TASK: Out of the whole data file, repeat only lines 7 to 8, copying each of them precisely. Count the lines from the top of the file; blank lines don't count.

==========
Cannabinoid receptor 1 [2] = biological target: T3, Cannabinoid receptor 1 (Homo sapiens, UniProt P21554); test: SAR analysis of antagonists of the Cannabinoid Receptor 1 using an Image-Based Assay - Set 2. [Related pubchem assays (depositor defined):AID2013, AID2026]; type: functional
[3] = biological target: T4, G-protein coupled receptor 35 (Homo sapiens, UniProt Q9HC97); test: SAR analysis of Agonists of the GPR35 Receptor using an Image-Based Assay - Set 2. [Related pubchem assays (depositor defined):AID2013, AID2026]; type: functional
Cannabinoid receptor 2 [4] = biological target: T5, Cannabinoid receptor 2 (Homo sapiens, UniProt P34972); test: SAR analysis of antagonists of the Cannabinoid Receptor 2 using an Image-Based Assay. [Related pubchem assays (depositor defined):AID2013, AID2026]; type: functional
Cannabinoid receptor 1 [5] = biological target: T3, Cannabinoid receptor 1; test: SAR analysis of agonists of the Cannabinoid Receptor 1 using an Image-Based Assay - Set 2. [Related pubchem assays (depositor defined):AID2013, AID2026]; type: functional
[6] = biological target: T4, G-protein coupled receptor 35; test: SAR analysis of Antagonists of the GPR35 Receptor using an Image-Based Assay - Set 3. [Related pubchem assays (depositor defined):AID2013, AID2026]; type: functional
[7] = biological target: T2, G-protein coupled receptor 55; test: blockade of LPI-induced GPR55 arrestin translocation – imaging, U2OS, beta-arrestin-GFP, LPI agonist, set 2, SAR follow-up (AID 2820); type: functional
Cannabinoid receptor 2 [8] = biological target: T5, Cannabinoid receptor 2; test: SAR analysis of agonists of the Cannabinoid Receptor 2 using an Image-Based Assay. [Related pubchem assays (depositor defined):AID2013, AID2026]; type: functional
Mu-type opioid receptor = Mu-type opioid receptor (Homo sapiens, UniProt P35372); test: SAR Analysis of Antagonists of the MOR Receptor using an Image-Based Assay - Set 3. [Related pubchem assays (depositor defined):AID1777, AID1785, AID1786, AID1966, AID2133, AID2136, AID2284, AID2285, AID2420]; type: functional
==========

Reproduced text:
Cannabinoid receptor 2 [8] = biological target: T5, Cannabinoid receptor 2; test: SAR analysis of agonists of the Cannabinoid Receptor 2 using an Image-Based Assay. [Related pubchem assays (depositor defined):AID2013, AID2026]; type: functional
Mu-type opioid receptor = Mu-type opioid receptor (Homo sapiens, UniProt P35372); test: SAR Analysis of Antagonists of the MOR Receptor using an Image-Based Assay - Set 3. [Related pubchem assays (depositor defined):AID1777, AID1785, AID1786, AID1966, AID2133, AID2136, AID2284, AID2285, AID2420]; type: functional